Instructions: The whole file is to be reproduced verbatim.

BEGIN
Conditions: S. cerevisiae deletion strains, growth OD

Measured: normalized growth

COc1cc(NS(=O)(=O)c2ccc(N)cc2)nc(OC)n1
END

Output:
Conditions: S. cerevisiae deletion strains, growth OD

Measured: normalized growth

COc1cc(NS(=O)(=O)c2ccc(N)cc2)nc(OC)n1